A Comin' and a Goin'
December 2, 2010
I am often wildly hopeful about fiction publishing (really); I am often quite pessimistic about it (no kidding). Often simultaneously, which is not a part of my life that I enjoy. I'm reading Kristine Kathryn Rusch's The Freelancer's Survival Guide, which I highly recommend for everybody who wants to be or is a writer or who runs a business of any type. Or you can buy chapters as they apply to you, or if you're cheap, read most of it for free on her blog/website. (And you might try her fiction, too, it's terrific).
Anyway, in it she mentions how it can be hard to predict what direction a novelist's career might take. She talks about a writer friend of hers, Karen Joy Fowler, who was doing a book signing when she noticed two signs. One pointed one way and said: Jane Austen. The other pointed another way and said: Book Club. Voila! Inspired, she wrote a novel called The Jane Austen Book Club, which became wildly successful. Who could have guessed?
I think we've all heard of JK Rowling, penning her ideas on a train ride, then selling the Harry Potter and the Philosopher's Stone for a 1500 pound royalty to Bloomsbury. Apparently it was rejected by 12 publishers, then she received an 8000 pound grant from the Scottish Arts Council. Then Scholastic paid $100,000 in advance, they changed the title of the book, and the rest, as they say, is history. Apparently that book alone has sold something like 70 million copies worldwide, not to mention the films, video games, Lego kits, posters, amusement, etc.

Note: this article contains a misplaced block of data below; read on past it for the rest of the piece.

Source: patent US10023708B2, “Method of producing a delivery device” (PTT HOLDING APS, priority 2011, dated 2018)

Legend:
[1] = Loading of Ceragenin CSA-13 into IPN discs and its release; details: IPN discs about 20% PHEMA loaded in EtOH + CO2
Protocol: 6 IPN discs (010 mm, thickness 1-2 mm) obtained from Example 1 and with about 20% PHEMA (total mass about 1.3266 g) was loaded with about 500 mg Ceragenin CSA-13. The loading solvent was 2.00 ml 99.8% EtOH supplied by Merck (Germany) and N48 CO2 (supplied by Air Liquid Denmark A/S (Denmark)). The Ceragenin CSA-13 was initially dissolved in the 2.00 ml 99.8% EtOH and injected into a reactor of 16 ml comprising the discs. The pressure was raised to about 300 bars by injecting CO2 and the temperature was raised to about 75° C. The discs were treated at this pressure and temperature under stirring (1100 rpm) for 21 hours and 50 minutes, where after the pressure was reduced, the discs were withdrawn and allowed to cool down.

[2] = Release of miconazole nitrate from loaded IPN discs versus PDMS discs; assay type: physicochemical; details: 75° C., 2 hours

Another story I find somewhat inspiring is Rick Riordan. Rick was a middle-school English and History teacher who wrote and published a series of quite successful PI novels featuring Tres Navarre. The first book was Big Red Tequila. The books were quite successful, winning pretty much all the awards to be won in the mystery community--Edgar, Anthony, Shamus, etc. Rick kept teaching and seemed to enjoy it, although he suggested to me in an interview a bit later that he didn't make enough money from them to quit teaching (and it was fairly clear he didn't want to quit teaching, interestingly enough). Anyway, if you're not familiar with this story, for bedtime stories for his youngest son, Rick was telling Greek myths. When he ran out of Greek myths to tell him, his son suggested he write his own. Rick mulled it over, then wrote a story called Percy Jackson and the Lightning Thief. His sons loved it and he got a different agent to handle the book, which sold to Disney (Hyperion, at the time, owned by Disney), and it pretty much went viral within the company and became a bestseller, movie rights were sold, the movie was made, an additional 4 bestselling books in that series came out, he was hired to write a story arc and the first novel in a series called The 39 Clues, he started another series called The Kane Chronicles, as well as a follow-up series to the Percy Jackson novels called The Heroes of Olympus (the first book just came out called The Lost Hero). Rick's a full-time novelist and he tours a lot and he's clearly doing quite well financially and appears to be having a hell of a lot of fun.
I bring these up not to point out that they're happening to someone besides me (see that I can be hopeful and depressed simultaneous thing), but to point out that although there are many, many writers whose careers don't take off like explosive non-dairy creamer, there really does appear to be many for whom it does. And I'm ever-hopeful, while simultaneously realistic.
So, anyway, got any more stories like this?